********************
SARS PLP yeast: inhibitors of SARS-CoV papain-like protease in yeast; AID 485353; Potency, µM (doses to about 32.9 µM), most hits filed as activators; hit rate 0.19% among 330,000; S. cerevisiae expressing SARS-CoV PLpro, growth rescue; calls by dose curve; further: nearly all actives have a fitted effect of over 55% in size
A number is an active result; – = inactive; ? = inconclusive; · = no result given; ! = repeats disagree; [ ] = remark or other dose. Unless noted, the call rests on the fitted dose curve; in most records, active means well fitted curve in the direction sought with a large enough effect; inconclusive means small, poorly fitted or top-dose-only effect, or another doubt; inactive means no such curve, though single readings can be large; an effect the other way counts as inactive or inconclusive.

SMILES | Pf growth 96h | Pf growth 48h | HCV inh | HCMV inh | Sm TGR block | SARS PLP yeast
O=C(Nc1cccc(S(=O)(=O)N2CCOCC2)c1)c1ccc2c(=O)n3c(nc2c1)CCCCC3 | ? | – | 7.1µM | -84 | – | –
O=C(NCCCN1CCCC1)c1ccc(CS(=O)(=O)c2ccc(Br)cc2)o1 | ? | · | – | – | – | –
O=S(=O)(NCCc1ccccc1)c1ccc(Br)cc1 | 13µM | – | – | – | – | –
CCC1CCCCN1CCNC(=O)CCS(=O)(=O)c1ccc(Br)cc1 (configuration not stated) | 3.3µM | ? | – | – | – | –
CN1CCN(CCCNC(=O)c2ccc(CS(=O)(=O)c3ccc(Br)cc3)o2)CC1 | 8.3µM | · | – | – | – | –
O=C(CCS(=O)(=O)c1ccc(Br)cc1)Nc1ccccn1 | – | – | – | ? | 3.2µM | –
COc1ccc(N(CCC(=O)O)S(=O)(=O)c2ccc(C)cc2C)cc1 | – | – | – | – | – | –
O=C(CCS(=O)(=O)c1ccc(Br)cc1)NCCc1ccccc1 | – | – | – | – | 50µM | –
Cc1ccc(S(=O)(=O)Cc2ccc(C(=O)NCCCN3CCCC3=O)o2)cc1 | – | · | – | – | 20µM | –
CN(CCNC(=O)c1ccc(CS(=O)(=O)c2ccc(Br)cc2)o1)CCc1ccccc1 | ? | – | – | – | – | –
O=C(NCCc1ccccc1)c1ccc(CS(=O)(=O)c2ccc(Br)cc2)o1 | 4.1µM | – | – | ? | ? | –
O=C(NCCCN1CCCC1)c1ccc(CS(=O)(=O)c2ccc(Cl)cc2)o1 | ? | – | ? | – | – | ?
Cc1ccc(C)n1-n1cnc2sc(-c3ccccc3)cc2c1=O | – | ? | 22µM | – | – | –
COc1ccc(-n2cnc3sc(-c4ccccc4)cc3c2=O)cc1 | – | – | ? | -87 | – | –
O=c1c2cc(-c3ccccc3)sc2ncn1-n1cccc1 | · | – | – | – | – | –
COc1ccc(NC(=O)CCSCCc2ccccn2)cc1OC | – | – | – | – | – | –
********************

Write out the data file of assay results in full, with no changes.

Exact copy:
SARS PLP yeast: inhibitors of SARS-CoV papain-like protease in yeast; AID 485353; Potency, µM (doses to about 32.9 µM), most hits filed as activators; hit rate 0.19% among 330,000; S. cerevisiae expressing SARS-CoV PLpro, growth rescue; calls by dose curve; further: nearly all actives have a fitted effect of over 55% in size
A number is an active result; – = inactive; ? = inconclusive; · = no result given; ! = repeats disagree; [ ] = remark or other dose. Unless noted, the call rests on the fitted dose curve; in most records, active means well fitted curve in the direction sought with a large enough effect; inconclusive means small, poorly fitted or top-dose-only effect, or another doubt; inactive means no such curve, though single readings can be large; an effect the other way counts as inactive or inconclusive.

SMILES | Pf growth 96h | Pf growth 48h | HCV inh | HCMV inh | Sm TGR block | SARS PLP yeast
O=C(Nc1cccc(S(=O)(=O)N2CCOCC2)c1)c1ccc2c(=O)n3c(nc2c1)CCCCC3 | ? | – | 7.1µM | -84 | – | –
O=C(NCCCN1CCCC1)c1ccc(CS(=O)(=O)c2ccc(Br)cc2)o1 | ? | · | – | – | – | –
O=S(=O)(NCCc1ccccc1)c1ccc(Br)cc1 | 13µM | – | – | – | – | –
CCC1CCCCN1CCNC(=O)CCS(=O)(=O)c1ccc(Br)cc1 (configuration not stated) | 3.3µM | ? | – | – | – | –
CN1CCN(CCCNC(=O)c2ccc(CS(=O)(=O)c3ccc(Br)cc3)o2)CC1 | 8.3µM | · | – | – | – | –
O=C(CCS(=O)(=O)c1ccc(Br)cc1)Nc1ccccn1 | – | – | – | ? | 3.2µM | –
COc1ccc(N(CCC(=O)O)S(=O)(=O)c2ccc(C)cc2C)cc1 | – | – | – | – | – | –
O=C(CCS(=O)(=O)c1ccc(Br)cc1)NCCc1ccccc1 | – | – | – | – | 50µM | –
Cc1ccc(S(=O)(=O)Cc2ccc(C(=O)NCCCN3CCCC3=O)o2)cc1 | – | · | – | – | 20µM | –
CN(CCNC(=O)c1ccc(CS(=O)(=O)c2ccc(Br)cc2)o1)CCc1ccccc1 | ? | – | – | – | – | –
O=C(NCCc1ccccc1)c1ccc(CS(=O)(=O)c2ccc(Br)cc2)o1 | 4.1µM | – | – | ? | ? | –
O=C(NCCCN1CCCC1)c1ccc(CS(=O)(=O)c2ccc(Cl)cc2)o1 | ? | – | ? | – | – | ?
Cc1ccc(C)n1-n1cnc2sc(-c3ccccc3)cc2c1=O | – | ? | 22µM | – | – | –
COc1ccc(-n2cnc3sc(-c4ccccc4)cc3c2=O)cc1 | – | – | ? | -87 | – | –
O=c1c2cc(-c3ccccc3)sc2ncn1-n1cccc1 | · | – | – | – | – | –
COc1ccc(NC(=O)CCSCCc2ccccn2)cc1OC | – | – | – | – | – | –